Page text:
Once they are in your email data and you don’t regularly hygiene check your files, you could be sending to these problem accounts which can affect your deliverability and sender reputation problems.
The bottom line is if these Fraudsters are in your email data set(s) and you don’t regularly (at least annually) hygiene check your files, you are paying to send to non-humans that will never convert. If these fraudster emails can impact your Sender Reputation, then one of these can ruin your email day in a heartbeat.
For example, a Direct To Consumer Retailer creates a super engaged list segment they call it “My Best Clickers & Openers.” These users actively engage in their content every time they send an email campaign. Now, after reading this article, you start to wonder are these actively engaged users real people or fraudsters?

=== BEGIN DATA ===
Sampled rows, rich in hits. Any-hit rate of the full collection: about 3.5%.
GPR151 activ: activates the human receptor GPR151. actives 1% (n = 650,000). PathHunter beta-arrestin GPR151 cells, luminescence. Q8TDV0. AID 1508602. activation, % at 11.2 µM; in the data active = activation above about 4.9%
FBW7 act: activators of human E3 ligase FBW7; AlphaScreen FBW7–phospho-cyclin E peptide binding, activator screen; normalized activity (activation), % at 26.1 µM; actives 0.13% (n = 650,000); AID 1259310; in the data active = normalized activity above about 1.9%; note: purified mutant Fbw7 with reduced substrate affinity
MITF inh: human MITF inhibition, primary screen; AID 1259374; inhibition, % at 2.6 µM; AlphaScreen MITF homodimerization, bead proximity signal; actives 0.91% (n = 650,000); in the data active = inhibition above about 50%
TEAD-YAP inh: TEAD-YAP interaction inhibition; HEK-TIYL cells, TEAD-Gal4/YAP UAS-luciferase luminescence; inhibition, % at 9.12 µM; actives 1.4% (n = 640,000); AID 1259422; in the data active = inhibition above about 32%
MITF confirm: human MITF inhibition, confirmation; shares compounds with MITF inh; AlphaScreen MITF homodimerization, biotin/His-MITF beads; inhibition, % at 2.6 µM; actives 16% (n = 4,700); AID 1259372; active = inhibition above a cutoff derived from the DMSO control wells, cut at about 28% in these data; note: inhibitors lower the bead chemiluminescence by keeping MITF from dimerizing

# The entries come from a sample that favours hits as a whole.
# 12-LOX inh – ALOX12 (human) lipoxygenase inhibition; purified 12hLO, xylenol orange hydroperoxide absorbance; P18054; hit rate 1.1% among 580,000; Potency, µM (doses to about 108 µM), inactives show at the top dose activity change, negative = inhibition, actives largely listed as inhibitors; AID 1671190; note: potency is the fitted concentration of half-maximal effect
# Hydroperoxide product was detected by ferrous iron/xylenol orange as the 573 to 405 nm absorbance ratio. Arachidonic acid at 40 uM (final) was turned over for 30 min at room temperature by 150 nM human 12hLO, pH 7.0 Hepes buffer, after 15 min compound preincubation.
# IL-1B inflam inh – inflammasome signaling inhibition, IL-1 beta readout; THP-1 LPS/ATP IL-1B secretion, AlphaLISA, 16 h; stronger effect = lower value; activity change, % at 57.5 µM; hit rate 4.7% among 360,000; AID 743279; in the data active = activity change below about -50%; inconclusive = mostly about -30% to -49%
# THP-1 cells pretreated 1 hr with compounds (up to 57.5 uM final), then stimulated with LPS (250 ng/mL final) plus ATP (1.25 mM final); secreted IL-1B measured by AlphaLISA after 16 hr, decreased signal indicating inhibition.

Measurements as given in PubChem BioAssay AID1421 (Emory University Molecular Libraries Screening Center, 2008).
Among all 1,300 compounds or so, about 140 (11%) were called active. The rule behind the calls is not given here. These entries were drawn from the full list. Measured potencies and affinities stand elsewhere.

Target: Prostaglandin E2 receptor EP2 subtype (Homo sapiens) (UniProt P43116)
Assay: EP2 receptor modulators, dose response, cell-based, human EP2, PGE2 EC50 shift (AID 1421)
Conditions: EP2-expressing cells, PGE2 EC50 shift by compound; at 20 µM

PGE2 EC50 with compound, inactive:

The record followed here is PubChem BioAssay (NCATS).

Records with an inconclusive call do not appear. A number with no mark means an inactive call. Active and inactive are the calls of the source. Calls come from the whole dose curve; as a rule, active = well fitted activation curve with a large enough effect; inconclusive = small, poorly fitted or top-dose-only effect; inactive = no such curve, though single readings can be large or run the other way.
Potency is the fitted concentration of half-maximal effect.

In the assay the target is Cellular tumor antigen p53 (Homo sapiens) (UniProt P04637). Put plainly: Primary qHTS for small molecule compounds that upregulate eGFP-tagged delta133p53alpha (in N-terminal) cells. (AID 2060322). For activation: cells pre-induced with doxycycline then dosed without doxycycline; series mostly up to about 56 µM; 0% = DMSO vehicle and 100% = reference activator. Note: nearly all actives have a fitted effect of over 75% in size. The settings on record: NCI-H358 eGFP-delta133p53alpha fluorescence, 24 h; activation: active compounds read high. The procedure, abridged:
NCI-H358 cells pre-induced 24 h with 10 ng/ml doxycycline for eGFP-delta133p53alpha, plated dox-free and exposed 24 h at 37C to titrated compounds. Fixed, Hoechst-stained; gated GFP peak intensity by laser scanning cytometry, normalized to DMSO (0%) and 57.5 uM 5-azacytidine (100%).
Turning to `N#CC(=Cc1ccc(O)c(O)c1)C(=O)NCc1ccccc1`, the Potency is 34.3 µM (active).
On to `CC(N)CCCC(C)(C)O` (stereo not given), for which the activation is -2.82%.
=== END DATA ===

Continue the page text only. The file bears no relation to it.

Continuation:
This is a common question with many email marketers. They believe to the core of their being that 100% of these “Clickers” and “Openers” are real people opening, clicking and engaging with their content, links, ads, but they may not be practical. Fraudsters may not click every link. They may have cached your email header and email footer from past emails and are now only clicking new content. Just like a real human would do - Yes, now you are getting it. So how do you see the difference and how can you tell that you have click farm activity in your data? Check the stats of your clickers, are they buyers? Have they converted? Have you tried to force a human behavior - fill out a survey, answer a quiz, solve a puzzle, … If not, you are most likely dealing with click farms and fraudsters.
Gmail is very good at finding and terminating them, but click farms are becoming smarter at acting like real humans by entering real sites, signing up and showing Gmail and other ISPs that they are valid emails interested in products and services.